The other important feature of the fabric of the present invention resides in the feature of edge curling of the paper making fabric. The most popular multiple-layer fabric for paper making at present comprise a relatively rigid yarn as the upper-layer weft to reduce deforming and to level the crimp with the warp. Thus, the upper-layer weft has a large heat shrinkage factor. On the other hand, the lower-layer weft is sufficiently bent and a long crimp is formed to increase the wear-resistant property so that the warp is prevented from contacting the paper making surface and from wear. That is, the weft in the lower-layer has a small heat shrinkage factor.

As the conventional fabric has such a structure as described above, during the heat setting process the weft in the upper-layer having a large heat shrinkage factor is subjected to a shrinking force in the width direction and the lower weave is subjected to a force extending in the width direction, so that the edge curling of the fabric occurred. Accordingly, when the extendable and heat shrinkable monofilament of the present invention is used as the lower weft, it has good crimping ability and a large shrinkage factor, the lower-layer weft is subjected to a shrinking force in the width direction at least in the same level as the upper-layer, and thus the edge curling of the fabric does not occur. If the edge curling occurred, not only does the fabric shrink in the width direction, but also the running position becomes hard to control.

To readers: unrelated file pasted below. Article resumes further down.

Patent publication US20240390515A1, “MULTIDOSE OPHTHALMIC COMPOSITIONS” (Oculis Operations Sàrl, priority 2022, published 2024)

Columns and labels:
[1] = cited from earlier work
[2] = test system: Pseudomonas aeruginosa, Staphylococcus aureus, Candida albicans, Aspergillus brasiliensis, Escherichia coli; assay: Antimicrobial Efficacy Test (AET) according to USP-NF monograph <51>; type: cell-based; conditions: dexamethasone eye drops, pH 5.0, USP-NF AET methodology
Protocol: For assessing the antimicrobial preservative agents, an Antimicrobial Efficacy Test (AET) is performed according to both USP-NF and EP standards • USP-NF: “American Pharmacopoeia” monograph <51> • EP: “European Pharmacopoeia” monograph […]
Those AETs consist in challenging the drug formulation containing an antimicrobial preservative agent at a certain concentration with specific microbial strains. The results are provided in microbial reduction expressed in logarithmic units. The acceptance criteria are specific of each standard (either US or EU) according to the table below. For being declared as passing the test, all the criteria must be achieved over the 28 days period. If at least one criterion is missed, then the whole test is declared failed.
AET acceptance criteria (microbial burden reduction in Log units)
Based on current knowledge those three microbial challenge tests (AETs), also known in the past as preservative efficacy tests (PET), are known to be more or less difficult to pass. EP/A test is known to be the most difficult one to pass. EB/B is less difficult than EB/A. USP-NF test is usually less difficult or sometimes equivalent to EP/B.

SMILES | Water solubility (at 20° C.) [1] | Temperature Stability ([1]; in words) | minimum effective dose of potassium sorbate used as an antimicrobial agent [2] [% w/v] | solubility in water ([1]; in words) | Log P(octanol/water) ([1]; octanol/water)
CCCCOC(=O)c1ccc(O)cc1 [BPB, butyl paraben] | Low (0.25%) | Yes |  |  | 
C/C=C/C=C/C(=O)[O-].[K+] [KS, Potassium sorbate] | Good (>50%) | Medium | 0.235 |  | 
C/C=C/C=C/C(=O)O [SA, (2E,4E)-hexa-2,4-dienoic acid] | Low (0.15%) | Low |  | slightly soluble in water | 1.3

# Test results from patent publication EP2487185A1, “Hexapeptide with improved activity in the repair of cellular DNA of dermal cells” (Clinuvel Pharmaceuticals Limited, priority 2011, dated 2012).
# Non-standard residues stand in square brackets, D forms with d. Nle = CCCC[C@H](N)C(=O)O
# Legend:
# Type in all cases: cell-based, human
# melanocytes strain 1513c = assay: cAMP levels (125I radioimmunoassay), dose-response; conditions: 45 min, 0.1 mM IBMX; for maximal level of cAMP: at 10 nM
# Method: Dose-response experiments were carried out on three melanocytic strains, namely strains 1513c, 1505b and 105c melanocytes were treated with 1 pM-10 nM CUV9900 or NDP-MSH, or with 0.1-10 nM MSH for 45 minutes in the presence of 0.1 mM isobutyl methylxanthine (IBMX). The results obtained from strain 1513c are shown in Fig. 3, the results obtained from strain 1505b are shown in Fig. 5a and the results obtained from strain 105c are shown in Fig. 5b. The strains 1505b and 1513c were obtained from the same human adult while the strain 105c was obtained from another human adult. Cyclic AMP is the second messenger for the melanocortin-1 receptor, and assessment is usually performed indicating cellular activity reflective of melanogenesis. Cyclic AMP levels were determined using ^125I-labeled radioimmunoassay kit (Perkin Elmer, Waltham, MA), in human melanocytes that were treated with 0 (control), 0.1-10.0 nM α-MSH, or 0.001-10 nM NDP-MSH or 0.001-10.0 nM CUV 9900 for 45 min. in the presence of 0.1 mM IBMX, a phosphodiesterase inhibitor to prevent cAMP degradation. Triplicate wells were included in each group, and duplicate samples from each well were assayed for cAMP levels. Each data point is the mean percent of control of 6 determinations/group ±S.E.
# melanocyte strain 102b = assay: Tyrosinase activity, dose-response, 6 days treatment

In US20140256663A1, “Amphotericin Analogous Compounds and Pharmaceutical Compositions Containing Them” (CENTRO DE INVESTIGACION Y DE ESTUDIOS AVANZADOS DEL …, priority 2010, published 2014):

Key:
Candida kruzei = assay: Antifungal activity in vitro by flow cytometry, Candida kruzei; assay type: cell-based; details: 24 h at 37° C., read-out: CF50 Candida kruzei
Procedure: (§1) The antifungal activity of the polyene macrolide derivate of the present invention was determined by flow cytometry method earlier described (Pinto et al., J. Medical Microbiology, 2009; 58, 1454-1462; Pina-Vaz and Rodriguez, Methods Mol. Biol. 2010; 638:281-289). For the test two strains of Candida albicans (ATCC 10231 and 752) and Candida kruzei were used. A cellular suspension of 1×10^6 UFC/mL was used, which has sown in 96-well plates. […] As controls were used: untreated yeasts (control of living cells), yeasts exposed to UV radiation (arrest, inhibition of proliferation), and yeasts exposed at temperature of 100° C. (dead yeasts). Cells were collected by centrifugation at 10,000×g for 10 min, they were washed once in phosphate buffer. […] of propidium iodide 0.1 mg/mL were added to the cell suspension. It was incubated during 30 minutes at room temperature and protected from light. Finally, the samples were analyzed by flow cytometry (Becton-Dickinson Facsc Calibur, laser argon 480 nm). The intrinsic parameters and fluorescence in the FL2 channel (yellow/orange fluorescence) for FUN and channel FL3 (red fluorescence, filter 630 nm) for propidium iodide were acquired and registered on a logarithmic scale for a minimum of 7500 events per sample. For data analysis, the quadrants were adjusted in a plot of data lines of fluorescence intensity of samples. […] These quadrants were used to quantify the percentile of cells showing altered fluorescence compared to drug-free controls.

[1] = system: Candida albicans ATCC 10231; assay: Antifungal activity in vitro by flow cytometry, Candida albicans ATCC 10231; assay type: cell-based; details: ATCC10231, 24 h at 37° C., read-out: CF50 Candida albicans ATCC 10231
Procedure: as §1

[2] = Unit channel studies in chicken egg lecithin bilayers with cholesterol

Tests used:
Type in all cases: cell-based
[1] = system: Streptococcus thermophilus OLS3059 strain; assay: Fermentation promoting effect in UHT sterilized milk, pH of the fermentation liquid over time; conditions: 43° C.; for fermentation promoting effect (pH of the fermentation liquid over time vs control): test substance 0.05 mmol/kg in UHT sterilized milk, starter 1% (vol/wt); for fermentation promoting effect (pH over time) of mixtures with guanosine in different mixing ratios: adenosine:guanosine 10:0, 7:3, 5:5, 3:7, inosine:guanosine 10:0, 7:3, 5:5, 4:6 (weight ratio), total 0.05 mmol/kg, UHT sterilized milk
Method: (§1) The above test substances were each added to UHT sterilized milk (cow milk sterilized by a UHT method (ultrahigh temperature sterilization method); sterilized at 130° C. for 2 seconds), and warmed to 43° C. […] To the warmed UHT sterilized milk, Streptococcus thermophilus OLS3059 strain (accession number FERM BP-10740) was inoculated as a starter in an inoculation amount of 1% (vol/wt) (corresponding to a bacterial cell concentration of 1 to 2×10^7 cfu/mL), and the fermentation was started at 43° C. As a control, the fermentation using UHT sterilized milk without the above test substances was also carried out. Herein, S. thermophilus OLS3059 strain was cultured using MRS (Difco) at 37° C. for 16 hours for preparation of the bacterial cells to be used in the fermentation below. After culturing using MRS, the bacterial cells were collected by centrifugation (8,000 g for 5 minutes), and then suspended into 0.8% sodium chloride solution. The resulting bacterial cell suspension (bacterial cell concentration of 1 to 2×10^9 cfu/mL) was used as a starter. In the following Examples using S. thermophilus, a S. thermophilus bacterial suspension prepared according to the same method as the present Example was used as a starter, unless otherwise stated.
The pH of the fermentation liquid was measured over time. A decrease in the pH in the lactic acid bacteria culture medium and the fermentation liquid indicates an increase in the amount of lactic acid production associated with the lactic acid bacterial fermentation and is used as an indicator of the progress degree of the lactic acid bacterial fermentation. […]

The paper making fabric cf the present invention includes also a single-layer fabric comprising a single weft layer as well as the multiple layered fabrics such as double or triple weft-layer fabrics. In the case of the multiple weft-layer fabric in which the wefts are arranged in the vertical multiple layers, i.e., the paper making surface and the running surface, as is understood from the above described features, yarns suitable for the structures of respective surface can be arranged for the respective wefts. The extendable and heat shrinkable polyester monofilament of the present invention therefore exhibits the desired effect most clearly and the multiple layered paper making fabric which is very excellent in the improvement and the resistance to wear can be provided.